Film Stars Don't Die in Liverpool15¦ Blu-ray, DVD
Very few actresses truly make it in Hollywood, but it’s easy to remember the names of those that did. Garbo, Monroe, Hepburn and Bergman are such examples. Gloria Grahame came very close to joining them.
One of Grahame’s earliest roles was appearing in the classic It’s a Wonderful Life, where she flirted outrageously with the squeaky clean George Bailey. Then she became the classic femme fatale in a number of film noir pictures, including Fritz Lang’s The Big Heat. She also picked up an Oscar for her role in 1952’s The Bold and the Beautiful.
And yet her career never went to the next level of stardom.
In the late seventies, she found herself in London, doing theatre work, which is where director Paul McGuigan’s film finds her.
It’s 1979 and Hollywood actress Gloria Grahame (Annette Bening) finds herself in a bedsit in London’s Primrose Hill. It’s there that she meets budding actor Peter Turner (Jamie bell), who’s currently working in a second hand furniture shop.
Peter is immediately taken by this glamorous character, but because he’s at least half her age, isn’t fully aware of background. It’s only from hanging out with her that he realises, mostly from those around them, that she was a screen siren back in the day, who had worked with the likes of Bogart.
They fall in love, and Grahame soon finds herself in Peter’s home town of Liverpool, which is about as far away from Hollywood and all its glitzy trappings as you can get. But just like many of the film noir pictures she appeared in, their relationship was heading for an unhappy ending.
McGuigan’s film is based on Peter Turner’s memoir of the same name that is a fond look back at the relationship he had with the Hollywood actress. Bening is superb as the fading star, still enjoying the attention that performing brings, long after the spotlight has left her. She is flattered by the attention of a handsome, younger man, and Peter seems to have genuine feelings for her.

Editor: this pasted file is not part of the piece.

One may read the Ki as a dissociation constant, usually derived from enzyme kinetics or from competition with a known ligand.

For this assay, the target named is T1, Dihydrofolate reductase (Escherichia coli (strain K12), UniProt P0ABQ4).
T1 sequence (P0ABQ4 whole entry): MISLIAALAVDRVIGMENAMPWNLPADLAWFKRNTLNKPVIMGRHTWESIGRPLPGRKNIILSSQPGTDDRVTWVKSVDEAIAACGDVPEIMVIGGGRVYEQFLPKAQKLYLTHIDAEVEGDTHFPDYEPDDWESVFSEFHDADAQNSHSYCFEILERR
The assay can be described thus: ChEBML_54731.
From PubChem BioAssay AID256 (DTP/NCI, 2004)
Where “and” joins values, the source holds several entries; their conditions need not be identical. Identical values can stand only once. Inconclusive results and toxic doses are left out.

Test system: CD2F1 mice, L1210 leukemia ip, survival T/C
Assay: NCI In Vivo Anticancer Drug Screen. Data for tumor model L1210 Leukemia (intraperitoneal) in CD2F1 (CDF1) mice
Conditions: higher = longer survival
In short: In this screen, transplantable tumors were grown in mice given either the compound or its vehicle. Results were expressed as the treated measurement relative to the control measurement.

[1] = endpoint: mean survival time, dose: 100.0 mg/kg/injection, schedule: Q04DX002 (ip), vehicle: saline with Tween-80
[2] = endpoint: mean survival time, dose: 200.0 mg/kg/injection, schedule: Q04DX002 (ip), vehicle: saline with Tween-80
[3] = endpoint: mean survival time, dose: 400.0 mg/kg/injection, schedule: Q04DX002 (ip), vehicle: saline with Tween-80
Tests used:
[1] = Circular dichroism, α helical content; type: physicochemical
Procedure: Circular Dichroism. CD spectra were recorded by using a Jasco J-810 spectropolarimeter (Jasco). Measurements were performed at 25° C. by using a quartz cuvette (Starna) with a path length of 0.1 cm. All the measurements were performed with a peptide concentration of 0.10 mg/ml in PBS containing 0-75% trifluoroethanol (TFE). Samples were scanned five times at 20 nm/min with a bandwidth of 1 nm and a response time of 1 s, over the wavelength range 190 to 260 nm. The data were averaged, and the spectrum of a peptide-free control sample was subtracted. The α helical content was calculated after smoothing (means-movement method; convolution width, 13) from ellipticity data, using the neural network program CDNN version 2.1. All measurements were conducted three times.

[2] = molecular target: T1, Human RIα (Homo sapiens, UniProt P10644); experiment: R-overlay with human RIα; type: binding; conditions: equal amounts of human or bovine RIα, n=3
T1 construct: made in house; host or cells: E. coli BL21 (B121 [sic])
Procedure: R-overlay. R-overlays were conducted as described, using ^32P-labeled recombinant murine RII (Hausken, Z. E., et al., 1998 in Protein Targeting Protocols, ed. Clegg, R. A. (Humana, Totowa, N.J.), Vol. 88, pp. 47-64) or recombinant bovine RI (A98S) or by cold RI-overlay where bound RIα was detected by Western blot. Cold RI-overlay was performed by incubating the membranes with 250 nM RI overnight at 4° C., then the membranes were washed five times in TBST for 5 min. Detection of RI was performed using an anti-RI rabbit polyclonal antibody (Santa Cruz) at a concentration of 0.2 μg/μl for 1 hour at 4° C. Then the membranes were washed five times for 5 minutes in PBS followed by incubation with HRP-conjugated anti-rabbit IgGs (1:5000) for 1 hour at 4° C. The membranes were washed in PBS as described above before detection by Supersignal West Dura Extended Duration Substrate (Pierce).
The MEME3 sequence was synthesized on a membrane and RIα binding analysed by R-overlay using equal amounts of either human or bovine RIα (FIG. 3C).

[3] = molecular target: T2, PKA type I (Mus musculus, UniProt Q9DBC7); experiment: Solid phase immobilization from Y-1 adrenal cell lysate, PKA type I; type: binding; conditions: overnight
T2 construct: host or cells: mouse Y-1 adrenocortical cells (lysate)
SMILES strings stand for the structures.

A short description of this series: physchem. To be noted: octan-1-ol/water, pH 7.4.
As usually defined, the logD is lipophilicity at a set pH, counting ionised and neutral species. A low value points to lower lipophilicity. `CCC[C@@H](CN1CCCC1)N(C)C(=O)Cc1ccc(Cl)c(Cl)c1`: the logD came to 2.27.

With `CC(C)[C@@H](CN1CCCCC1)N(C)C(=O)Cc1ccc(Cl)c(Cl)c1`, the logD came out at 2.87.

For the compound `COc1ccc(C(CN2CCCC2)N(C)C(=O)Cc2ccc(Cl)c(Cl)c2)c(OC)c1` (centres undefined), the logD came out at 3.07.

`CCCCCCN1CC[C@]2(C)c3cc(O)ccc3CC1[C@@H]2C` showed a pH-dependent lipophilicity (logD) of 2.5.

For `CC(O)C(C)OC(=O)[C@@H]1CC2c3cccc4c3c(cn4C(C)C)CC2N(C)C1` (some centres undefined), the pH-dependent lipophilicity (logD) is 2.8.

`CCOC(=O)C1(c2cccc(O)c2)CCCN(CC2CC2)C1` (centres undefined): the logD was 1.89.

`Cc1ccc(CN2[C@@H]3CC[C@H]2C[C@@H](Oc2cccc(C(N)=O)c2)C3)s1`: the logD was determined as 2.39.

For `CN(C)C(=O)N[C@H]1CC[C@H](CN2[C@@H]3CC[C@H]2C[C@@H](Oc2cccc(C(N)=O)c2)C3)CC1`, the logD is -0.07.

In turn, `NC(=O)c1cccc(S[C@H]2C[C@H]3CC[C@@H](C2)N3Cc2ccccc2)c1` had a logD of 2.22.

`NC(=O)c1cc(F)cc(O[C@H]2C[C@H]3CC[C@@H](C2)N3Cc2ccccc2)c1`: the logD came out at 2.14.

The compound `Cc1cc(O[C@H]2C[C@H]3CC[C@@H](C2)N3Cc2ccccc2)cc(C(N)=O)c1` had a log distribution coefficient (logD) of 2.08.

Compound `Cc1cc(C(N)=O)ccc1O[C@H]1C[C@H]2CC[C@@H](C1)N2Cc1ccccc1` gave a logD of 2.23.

It is a gentle, touching and believable relationship, with very few obstacles. And that’s part of the film’s problem. The pair don’t encounter any real resistance, which leaves the film, rather disappointingly, devoid of any real drama.
In fact McGuigan quickly brushes over the really interesting parts of Grahame’s personal life, which involves her being married four times – including to director Nicholas Ray – having three children of her own, and a stepson with Ray, whom she ended up marrying. Despite this film obviously being based on Turner’s relationship with Grahame, their story is mediocre in comparison to Grahame’s earlier life, which sounds as if it would be far more the fascinating watch.
Still, there are some strong performances on show here – none stronger than from Bening – with an impressive supporting cast that includes Julie Waters, Kenneth Cranham and Stephen Graham.
Overall though, this film doesn’t quite live up to the expectation of being something special, much like the star herself.